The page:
Buffalo grass is a warm-season perennial grass native to the Great Plains region of North America. It is highly drought tolerant and has better cold hardiness than other warm-season turfgrasses. You can identify it through the fine-textured, blue-green curled leaves that form an attractive, uniform lush lawn. Buffalo grass spreads through above-ground stolons, not rhizomes, and grows to a height of 8-10 inches.
To establish a buffalo grass lawn, planting options include sod, plugs, sprigs, or seeds. Late spring through early summer is the ideal planting time. Maintenance needs are relatively low, but supplemental irrigation, occasional mowing at 3-4 inches, and weed control to keep the lawn healthy. Herbicides may be required to manage summer broadleaf/grassy and winter weeds.
To know whether buffalo grass is the right turfgrass, read this blog to learn its identification features, how to establish it, and the proper care and maintenance practices to keep it in good shape.
Table of Contents
What is Buffalo Grass?
Buffalo grass is a warm-season, perennial turfgrass native to the Great Plains of North America. It boasts exceptional heat and drought tolerance and relatively better cold-hardiness than most warm-season turfgrasses. Meanwhile, its fine-textured, curly leaves with a blue-green hue form a uniform and attractive turf.
Here is the taxonomical classification of buffalo grass:
- Kingdom: Plantae
- Division: Magnoliophyta
- Class: Liliopsida (Commelinidae)
- Order: Cyperales
- Family: Poaceae
- Genus: Bouteloua
- Species: Bouteloua dactyloides
How to Identify Buffalo Grass (with pictures)
You can identify buffalo grass through the unique features of its leaves and flowers, as well as its growth habit.
Buffalo grass leaf blades curl over, giving the turf a short appearance. The leaf has rolled vernation, lacks auricles, and the ligule is a fringe of hairs. The tip of the blade is pointed.
Buffalo grass has male and female plants; you’ll rarely find male and female flowers on the same plant. The male flower features a 4-6 inch high seed stalk with 2-3 spikes. On the other hand, the female flower only appears on the upper leaves and is characterized by a short spike with spikelets.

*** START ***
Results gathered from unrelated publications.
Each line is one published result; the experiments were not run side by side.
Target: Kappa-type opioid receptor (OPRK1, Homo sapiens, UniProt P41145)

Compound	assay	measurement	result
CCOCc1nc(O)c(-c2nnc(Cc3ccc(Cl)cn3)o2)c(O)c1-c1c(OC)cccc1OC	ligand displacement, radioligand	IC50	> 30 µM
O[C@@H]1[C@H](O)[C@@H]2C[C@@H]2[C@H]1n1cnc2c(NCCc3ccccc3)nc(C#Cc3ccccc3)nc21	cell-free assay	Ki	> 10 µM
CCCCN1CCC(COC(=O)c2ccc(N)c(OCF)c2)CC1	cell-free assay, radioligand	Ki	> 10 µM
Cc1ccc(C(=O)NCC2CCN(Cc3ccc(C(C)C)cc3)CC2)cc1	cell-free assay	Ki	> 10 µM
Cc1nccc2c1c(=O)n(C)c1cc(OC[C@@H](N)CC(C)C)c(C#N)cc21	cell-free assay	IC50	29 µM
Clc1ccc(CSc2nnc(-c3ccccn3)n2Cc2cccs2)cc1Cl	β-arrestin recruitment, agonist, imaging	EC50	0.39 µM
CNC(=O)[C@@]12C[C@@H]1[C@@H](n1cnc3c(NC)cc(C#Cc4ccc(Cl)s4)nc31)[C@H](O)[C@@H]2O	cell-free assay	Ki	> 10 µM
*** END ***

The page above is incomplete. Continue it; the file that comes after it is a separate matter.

Buffalo grass grows and spreads via above-ground runners called stolons and doesn’t have rhizomes. It’s a low-growing grass that typically reaches 8-10 inches high. The stolon grow laterally for several feet, with 2-3 inch internodes. Buffalo grassroots at the nodes (which are smooth) before producing shoots in the form of tufts of leaves.
Tip: Buffalo grass is a vascular, flowering plant in the monocot lineage. The species name dactyloides (refers to the finger-like appearance) of the buffalo grass inflorescences.
|Buffalo Grass Characteristic
|Low-growing perennial grass
|Blue-green color, Fine-bladed, curly leaves
|Shallow and fibrous
|It has no rhizomes, spreads by stolon’s
|Poor shade tolerant, excellent drought tolerant, good cold tolerant, low-moderate traffic tolerant
|Seed, sod, plugs, sprigs
|Mow 3-4 inches high, fertilize 1-2lbs per year, irrigate low (1-2 inches) per month, moderate-high weed susceptibility
|Low-maintenance lawns, xeriscaping
|Great Plains, Southwest
Read more: what does buffalo grass look like?
How to Establish Buffalo Grass Lawn
Depending on the cultivar, you can establish buffalo grass lawns from seed or vegetative. Vegetative propagation methods include sodding and plugging. Avoid planting this turfgrass in shaded areas, as it has poor shade tolerance.
Planting Buffalo grass sod produces an instant lawn without too much hassle. The best time of the year to plant buffalo grass sod is in the months of April, May, and June. Ensure the soil is well-prepared before planting by removing debris, leveling, and firming with a roller.
Newly sodded Buffalo grass may turn brown immediately after installation, even if adequately watered. This is normal, and the turf should regain its green color in 7-14 days after the sod pieces have established their roots in the soil.
Ensure proper irrigation during the root formation period; that is, make sure the root zone beneath the sod stays moist but not wet.